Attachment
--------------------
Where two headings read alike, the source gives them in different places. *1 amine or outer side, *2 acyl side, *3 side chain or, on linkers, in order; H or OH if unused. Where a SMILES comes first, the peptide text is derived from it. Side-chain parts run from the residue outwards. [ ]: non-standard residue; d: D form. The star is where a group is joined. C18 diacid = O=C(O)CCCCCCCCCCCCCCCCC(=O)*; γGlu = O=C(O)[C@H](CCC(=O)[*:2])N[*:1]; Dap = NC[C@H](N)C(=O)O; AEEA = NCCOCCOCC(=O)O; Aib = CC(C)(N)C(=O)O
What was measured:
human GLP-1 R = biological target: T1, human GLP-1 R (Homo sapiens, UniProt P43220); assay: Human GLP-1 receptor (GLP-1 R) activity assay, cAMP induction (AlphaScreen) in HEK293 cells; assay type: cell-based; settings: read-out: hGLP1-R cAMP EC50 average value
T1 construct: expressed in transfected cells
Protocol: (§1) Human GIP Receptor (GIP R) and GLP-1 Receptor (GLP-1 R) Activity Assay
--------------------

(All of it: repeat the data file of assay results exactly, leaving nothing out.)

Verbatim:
Where two headings read alike, the source gives them in different places. *1 amine or outer side, *2 acyl side, *3 side chain or, on linkers, in order; H or OH if unused. Where a SMILES comes first, the peptide text is derived from it. Side-chain parts run from the residue outwards. [ ]: non-standard residue; d: D form. The star is where a group is joined. C18 diacid = O=C(O)CCCCCCCCCCCCCCCCC(=O)*; γGlu = O=C(O)[C@H](CCC(=O)[*:2])N[*:1]; Dap = NC[C@H](N)C(=O)O; AEEA = NCCOCCOCC(=O)O; Aib = CC(C)(N)C(=O)O
What was measured:
human GLP-1 R = biological target: T1, human GLP-1 R (Homo sapiens, UniProt P43220); assay: Human GLP-1 receptor (GLP-1 R) activity assay, cAMP induction (AlphaScreen) in HEK293 cells; assay type: cell-based; settings: read-out: hGLP1-R cAMP EC50 average value
T1 construct: expressed in transfected cells
Protocol: (§1) Human GIP Receptor (GIP R) and GLP-1 Receptor (GLP-1 R) Activity Assay